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New York Photography “Workshop” 3 | Migration

Continue to stay the course. It doesn’t mean do what you normally would have done had the corona virus pandemic not occurred, but it means keep working at the goals and plans that you had already made. It means adapt those plans as best you can to fit into your life and your businesses in the way we have to operate now.

My commitment this year was to work hard to grow my photography business this year. The ultimate goal for me being that it is no longer my side hustle, but it is my career. Merge my career and my passion.

A big part of that plan and growth meant expanding to offer new services I had always wanted to offer but never felt like I had the time for. But now I was committing to them. I had been working to plan workshops to work with photographers to learn more about our craft.

Now with stay at home orders and social distancing in effect offering services that involve gathering with other people just isn’t possible right now. It is very easy to fall into despair over the ruin of my plans. I have had many moments when I have fear and doubts about how I am going to make this happen now. What I am doing to overcome that is to focus on the things that I can control.

I can control my photography. I can control going out and creating images. I can control getting out and practicing my craft. I can control talking to my community here and showing you the work that I am doing to inspire you to go out and hone your craft as well.

Since I was not able to go out and gather people together to enjoy a workshop and learn from each other, I still made it a point to go out and work on my photography at that venue and experience what it is like to be there trying to create the same types of images that we would be working on at the workshop.

There was not great light for photography. The sky was cloudy and dreary. There were a group of double-crested cormorants on Eldridge Lake and more and more kept arriving as I watched. Cormorants are very dark colored birds, essentially black , so it is very challenging to photograph them in a way that shows much detail without good light, but I did the best with what I had to work with. That is all we can ask of each other. Do the best you can with what you have.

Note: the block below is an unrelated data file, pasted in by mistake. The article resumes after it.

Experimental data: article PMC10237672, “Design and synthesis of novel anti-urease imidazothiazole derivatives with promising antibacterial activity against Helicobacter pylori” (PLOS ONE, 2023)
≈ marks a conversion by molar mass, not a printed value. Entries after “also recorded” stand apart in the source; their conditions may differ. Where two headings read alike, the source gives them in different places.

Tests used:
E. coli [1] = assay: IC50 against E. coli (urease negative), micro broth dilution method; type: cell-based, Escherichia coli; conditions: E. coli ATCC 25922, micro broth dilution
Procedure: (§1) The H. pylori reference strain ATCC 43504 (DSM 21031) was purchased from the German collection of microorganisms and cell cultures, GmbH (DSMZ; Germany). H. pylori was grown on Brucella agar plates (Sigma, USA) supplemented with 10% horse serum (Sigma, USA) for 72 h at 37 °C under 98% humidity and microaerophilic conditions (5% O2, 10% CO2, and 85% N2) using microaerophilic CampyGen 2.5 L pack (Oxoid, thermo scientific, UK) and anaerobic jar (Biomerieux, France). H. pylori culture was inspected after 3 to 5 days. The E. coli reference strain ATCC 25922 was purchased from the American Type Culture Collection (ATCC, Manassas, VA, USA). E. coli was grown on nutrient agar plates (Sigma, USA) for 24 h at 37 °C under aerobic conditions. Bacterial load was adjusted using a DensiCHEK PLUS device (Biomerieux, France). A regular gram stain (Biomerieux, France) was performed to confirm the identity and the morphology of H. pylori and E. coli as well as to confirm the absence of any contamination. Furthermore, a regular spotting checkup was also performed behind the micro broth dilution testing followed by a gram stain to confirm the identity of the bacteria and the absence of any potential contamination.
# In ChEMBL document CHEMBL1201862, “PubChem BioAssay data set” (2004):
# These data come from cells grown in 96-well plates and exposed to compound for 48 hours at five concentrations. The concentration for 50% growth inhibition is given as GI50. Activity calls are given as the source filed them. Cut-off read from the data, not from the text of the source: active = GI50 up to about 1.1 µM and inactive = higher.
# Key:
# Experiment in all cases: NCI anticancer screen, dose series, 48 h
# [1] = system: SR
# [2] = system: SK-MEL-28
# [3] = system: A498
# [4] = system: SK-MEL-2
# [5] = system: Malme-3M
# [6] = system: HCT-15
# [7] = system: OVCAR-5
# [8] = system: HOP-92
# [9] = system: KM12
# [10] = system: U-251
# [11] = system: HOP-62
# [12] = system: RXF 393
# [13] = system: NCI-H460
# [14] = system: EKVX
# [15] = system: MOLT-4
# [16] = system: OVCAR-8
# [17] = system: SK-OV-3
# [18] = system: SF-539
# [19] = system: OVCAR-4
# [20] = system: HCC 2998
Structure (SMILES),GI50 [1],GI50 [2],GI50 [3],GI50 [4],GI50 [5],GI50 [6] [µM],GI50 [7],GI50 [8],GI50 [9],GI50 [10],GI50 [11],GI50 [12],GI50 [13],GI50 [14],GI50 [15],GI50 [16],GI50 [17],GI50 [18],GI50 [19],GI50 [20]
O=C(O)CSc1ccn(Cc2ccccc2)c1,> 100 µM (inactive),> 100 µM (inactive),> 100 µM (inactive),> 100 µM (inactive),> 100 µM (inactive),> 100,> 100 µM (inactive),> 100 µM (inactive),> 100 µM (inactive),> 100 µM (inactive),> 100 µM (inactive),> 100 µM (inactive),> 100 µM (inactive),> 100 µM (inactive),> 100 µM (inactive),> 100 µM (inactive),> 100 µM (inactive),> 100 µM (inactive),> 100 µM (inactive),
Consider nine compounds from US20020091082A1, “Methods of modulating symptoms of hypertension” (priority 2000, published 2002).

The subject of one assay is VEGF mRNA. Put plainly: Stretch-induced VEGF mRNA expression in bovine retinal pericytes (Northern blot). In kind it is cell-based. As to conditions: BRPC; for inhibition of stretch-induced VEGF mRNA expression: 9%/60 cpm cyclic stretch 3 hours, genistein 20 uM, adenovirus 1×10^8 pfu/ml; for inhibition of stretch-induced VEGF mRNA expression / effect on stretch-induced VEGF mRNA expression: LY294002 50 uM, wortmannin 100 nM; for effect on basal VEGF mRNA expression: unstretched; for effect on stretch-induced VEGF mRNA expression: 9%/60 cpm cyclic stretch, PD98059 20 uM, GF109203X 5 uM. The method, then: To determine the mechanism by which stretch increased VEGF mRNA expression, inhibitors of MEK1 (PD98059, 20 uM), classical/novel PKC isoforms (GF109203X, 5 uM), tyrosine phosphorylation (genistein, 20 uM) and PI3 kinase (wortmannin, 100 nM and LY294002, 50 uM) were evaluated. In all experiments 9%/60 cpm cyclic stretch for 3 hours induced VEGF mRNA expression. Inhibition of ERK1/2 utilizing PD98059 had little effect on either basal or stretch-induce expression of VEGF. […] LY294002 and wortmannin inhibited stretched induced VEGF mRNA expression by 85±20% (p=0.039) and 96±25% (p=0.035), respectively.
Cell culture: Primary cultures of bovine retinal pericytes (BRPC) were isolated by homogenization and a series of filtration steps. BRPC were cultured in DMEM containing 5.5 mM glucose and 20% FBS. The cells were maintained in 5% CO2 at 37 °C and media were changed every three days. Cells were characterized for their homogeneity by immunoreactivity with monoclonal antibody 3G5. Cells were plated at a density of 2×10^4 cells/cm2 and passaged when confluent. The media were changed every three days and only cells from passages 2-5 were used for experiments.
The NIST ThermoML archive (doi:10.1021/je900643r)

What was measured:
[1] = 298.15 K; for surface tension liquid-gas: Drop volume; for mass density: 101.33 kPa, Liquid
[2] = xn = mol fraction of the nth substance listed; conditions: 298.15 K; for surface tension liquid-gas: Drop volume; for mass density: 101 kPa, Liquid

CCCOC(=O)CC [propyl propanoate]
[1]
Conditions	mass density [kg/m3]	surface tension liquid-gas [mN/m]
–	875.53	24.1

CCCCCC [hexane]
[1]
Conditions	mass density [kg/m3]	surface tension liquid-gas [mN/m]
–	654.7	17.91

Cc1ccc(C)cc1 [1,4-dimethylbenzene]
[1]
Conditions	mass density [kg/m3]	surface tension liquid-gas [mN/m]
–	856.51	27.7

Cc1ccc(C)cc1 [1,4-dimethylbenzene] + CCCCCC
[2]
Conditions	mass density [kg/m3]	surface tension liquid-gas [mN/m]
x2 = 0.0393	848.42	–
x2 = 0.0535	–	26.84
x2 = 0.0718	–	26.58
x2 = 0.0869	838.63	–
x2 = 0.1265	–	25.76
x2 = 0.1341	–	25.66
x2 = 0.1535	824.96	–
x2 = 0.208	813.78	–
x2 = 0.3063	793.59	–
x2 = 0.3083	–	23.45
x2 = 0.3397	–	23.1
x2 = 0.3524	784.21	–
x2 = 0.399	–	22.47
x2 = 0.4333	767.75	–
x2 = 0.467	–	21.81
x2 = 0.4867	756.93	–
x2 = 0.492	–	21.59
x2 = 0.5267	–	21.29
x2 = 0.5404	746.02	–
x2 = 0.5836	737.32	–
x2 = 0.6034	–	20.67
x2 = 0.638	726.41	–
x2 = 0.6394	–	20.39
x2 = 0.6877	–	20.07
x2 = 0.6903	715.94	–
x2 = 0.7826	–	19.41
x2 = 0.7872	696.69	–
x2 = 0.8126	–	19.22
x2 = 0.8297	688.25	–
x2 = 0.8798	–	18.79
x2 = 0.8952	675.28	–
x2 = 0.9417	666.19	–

The cormorants didn’t venture close to me while they swam around the lake and I watched. They did however present some opportunities for photographs when they arrived and when they took off from the lake. I had to make the most of those opportunities.

It didn’t seem like I would have much variety in my photography on this trip as it was just the cormorants and the usual mallards and Canada Geese at the park. Then to my surprise I was able to see my first Osprey sighting for the season as one arrived at the lake , made a few quick passes around the lake stooped and dove into the lake. The osprey made it catch and flew off immediately with its meal.

It all happened pretty quickly but because I was being observant looking out for any opportunities that may arise I was able to take advantage and capture some photographs. The sky being rather drab does not make for the best in flight photos of a bird flying over head, even a bird as magnificent as an osprey.

Eventually the light shifted and brightened illuminating the pond more from one direction. I moved to the side of the pond that allowed for the best light with the light behind me. I continued to watch and wait for opportunities to create images to arise. Eventually another, or the same, osprey showed up and circled the lake. I could hear osprey calls overhead which indicated to me that there was more than one but I didn’t see a second at first. I captured some photographs of the osprey that I did see as it circled then as it turned to fly away I saw the other osprey also flying off with a fish that it had caught.

One thing that I am learning on this journey is something that I always struggle with in my craft and that is patience. Patience is important in wildlife photography, but has never been a characteristic I poses much of. If I arrive on a location with a plan to create images, but the light is terrible and it doesn’t look like there are any interesting subjects I am likely to move on quickly from that location without even clicking my shutter once.

This social distancing is teaching me to have patience. Most of the images I have created at this location over the last three weeks would not have happened under normal circumstances for me. If I was there under normal circumstances I would have arrive and not seen what I wanted and I would have left. I would have missed out on photographs I could make. I would have missed out on the simple joy of watching wildlife and our local parks.

Don’t miss out. See it through. Be patient.

Join my community and learn from my mistakes so you don’t have to make them yourself.

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Check out a few more of my Cormorant photos in my Waterfowl Gallery. You can clearly see the difference between sunny day cormorant photographs and ones created on gloomy days.

See a few more Osprey photographs from this trip in my Birds of Prey Gallery. See the difference in the blue sky photos and gloomy background photos.

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